This is a guest blog post by Rob James
It can be difficult to reconcile a band where individual members have different tastes in music. Some members may want to go in more of a rock direction, while others might be obsessed with getting jazz drumming into the mix. In any case, these kind of differences can often lead to more serious problems, and even to the breakup of a band. It’s important, then, to think about some ways in which you can work around these problems, from going song by song, to trying everything from particular styles to digital and dance tracks. Moreover, it’s important to both find a way to appreciate difference, while accepting when things aren’t going to work out.
Go Song by Song
If you’re just starting off as a band, it might be a good idea to simply try learning different songs that suit different band members’ interests. This might mean playing some acoustic material, or allowing another member to select a cover, or to write a song that expresses their own musical tastes. If recording, it might also be an idea to record some B sides that show different members’ tastes, while finding a way to incorporate some of their styles into more prominent songs.
Experiment with Particular Fusion Styles
There are many different fusion styles that can be experimented with, and its rare to find a popular band that haven’t experimented with adding depth to their sound. Blues rock represents one example of this trend, whereby solos and blues riffs can be added to more straightforward rock chords. Punk rock is similar in style, as is funk rock, or country and metal. Often the best thing to do is to try to see what main styles can be played together without becoming too confusing.
Mash Up Songs
You could also take a more experimental direction, and try using samples and mash ups as part of your band’s style. This might involve including samples and cross mixing in different material. In this way, you can include elements from other genres without necessarily having to lose a consistent style that makes up your band. This can be a particularly good option when recording songs and playing live, albeit with the need to get rights for particular tracks.
Look for Inspiration
Some of the best bands and performers have a long history of mixing styles, and reinventing themselves from album to album. Focusing on this experimental approach can be inspiring, and is particularly important if you want your band to grow and not get stuck in a rut. Bands and performers like Mr. Bungle, Frank Zappa, and PJ Harvey, as well as David Bowie, are particularly adept at changing their styles, and incorporating work with new collaborators within a band.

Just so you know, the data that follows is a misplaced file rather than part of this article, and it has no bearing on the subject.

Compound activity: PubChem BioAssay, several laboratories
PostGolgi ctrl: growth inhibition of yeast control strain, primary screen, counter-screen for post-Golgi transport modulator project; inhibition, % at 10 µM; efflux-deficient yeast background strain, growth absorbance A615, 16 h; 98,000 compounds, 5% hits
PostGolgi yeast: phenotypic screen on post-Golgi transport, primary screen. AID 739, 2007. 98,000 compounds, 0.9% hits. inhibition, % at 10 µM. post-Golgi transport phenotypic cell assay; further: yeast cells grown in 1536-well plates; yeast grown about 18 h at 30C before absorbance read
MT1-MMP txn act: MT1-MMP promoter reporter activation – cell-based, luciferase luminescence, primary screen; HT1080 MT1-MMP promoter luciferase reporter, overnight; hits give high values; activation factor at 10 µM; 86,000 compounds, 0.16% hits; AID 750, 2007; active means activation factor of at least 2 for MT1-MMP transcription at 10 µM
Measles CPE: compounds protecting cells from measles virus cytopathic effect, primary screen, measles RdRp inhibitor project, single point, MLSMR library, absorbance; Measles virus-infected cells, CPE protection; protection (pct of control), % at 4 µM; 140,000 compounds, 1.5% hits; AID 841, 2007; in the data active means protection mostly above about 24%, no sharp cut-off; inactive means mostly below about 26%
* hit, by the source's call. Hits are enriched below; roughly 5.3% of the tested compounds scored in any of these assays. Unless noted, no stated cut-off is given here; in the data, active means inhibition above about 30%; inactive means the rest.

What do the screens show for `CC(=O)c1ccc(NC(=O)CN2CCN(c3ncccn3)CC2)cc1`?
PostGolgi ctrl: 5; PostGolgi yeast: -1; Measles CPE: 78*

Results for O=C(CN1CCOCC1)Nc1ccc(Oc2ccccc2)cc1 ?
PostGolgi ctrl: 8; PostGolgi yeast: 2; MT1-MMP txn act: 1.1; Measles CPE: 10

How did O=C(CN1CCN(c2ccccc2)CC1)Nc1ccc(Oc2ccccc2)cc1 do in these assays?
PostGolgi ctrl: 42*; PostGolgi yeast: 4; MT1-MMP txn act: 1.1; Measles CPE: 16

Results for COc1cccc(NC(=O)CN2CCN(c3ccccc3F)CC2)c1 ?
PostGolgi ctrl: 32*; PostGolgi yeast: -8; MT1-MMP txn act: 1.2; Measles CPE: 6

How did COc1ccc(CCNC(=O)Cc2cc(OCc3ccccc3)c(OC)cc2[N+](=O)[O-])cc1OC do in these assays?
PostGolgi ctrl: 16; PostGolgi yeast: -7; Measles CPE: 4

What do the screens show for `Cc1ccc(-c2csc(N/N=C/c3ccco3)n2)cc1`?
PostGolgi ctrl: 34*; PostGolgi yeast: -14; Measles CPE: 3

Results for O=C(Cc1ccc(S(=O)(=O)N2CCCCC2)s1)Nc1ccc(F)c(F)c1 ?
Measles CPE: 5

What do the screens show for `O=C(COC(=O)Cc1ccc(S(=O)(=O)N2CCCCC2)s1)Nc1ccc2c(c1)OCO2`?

Experiment with Digital and Dance Samples
Again, it can be a good idea to take a risk on trying out different band members’ tastes by making them into part of a live show. Digital and electronica can be made part of a show, as can dance samples and reworkings of existing songs. Playing covers, and adapting existing songs can consequently work well if some band members are getting tired of playing in the same style night after night.
Make the Most Differences
Some of the best bands are able to recognise when their different tastes can lead to a better overall product. The important thing is to be diplomatic, and to realise when the tastes of a drummer or bass player may be harder to reconcile with the greater presence of a lead singer or lead guitarist. A band like Led Zeppelin or Queen show the benefits of when some diverse musical tastes can lead to a better whole.
This can be a hard decision, but sometimes musical tastes can mean that it’s impossible to maintain a band without having too many arguments. In this case, it can often be more practical to find more members, and shift the overall direction for a band, rather than constantly trying to compromise on musical tastes.
Rob James enjoys checking out the guitar jam tracks at LickLibrary. Rob is an avid NOFX fan and has been playing in a band for the past 5 years. In his free time he can be found blogging about guitar tuition, rock history, and the problems beginner musicians face.
Image Credit: Mark Chadwick